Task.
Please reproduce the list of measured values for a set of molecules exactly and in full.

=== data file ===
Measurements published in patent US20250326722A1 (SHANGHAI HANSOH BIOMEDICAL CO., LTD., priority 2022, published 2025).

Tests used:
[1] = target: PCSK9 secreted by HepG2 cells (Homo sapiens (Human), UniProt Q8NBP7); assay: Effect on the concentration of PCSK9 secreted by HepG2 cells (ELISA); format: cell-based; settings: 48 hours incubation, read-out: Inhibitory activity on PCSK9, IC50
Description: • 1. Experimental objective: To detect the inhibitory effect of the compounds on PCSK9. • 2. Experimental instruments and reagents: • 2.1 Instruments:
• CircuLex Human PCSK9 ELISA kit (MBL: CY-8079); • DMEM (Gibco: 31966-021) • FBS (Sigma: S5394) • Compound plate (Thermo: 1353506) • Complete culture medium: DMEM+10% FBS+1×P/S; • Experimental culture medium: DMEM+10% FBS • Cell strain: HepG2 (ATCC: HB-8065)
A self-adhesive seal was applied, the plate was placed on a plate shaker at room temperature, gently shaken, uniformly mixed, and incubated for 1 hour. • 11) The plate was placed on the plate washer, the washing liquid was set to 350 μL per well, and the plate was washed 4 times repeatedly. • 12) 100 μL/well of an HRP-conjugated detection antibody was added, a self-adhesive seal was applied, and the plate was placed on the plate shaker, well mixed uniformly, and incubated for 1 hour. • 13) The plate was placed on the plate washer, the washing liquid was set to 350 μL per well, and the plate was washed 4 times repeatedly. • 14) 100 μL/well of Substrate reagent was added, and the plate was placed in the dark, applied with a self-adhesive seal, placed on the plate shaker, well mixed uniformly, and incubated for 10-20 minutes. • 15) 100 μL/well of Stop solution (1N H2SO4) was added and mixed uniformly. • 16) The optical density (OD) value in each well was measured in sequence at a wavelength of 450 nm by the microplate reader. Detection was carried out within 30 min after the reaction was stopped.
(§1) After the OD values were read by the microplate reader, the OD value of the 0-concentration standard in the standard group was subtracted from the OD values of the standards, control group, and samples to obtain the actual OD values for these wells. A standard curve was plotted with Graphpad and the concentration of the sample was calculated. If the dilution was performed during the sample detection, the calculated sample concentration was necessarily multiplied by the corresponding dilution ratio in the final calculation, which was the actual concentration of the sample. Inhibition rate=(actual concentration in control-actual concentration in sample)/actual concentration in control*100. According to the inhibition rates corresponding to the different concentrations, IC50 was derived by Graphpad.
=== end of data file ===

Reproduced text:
Measurements published in patent US20250326722A1 (SHANGHAI HANSOH BIOMEDICAL CO., LTD., priority 2022, published 2025).

Tests used:
[1] = target: PCSK9 secreted by HepG2 cells (Homo sapiens (Human), UniProt Q8NBP7); assay: Effect on the concentration of PCSK9 secreted by HepG2 cells (ELISA); format: cell-based; settings: 48 hours incubation, read-out: Inhibitory activity on PCSK9, IC50
Description: • 1. Experimental objective: To detect the inhibitory effect of the compounds on PCSK9. • 2. Experimental instruments and reagents: • 2.1 Instruments:
• CircuLex Human PCSK9 ELISA kit (MBL: CY-8079); • DMEM (Gibco: 31966-021) • FBS (Sigma: S5394) • Compound plate (Thermo: 1353506) • Complete culture medium: DMEM+10% FBS+1×P/S; • Experimental culture medium: DMEM+10% FBS • Cell strain: HepG2 (ATCC: HB-8065)
A self-adhesive seal was applied, the plate was placed on a plate shaker at room temperature, gently shaken, uniformly mixed, and incubated for 1 hour. • 11) The plate was placed on the plate washer, the washing liquid was set to 350 μL per well, and the plate was washed 4 times repeatedly. • 12) 100 μL/well of an HRP-conjugated detection antibody was added, a self-adhesive seal was applied, and the plate was placed on the plate shaker, well mixed uniformly, and incubated for 1 hour. • 13) The plate was placed on the plate washer, the washing liquid was set to 350 μL per well, and the plate was washed 4 times repeatedly. • 14) 100 μL/well of Substrate reagent was added, and the plate was placed in the dark, applied with a self-adhesive seal, placed on the plate shaker, well mixed uniformly, and incubated for 10-20 minutes. • 15) 100 μL/well of Stop solution (1N H2SO4) was added and mixed uniformly. • 16) The optical density (OD) value in each well was measured in sequence at a wavelength of 450 nm by the microplate reader. Detection was carried out within 30 min after the reaction was stopped.
(§1) After the OD values were read by the microplate reader, the OD value of the 0-concentration standard in the standard group was subtracted from the OD values of the standards, control group, and samples to obtain the actual OD values for these wells. A standard curve was plotted with Graphpad and the concentration of the sample was calculated. If the dilution was performed during the sample detection, the calculated sample concentration was necessarily multiplied by the corresponding dilution ratio in the final calculation, which was the actual concentration of the sample. Inhibition rate=(actual concentration in control-actual concentration in sample)/actual concentration in control*100. According to the inhibition rates corresponding to the different concentrations, IC50 was derived by Graphpad.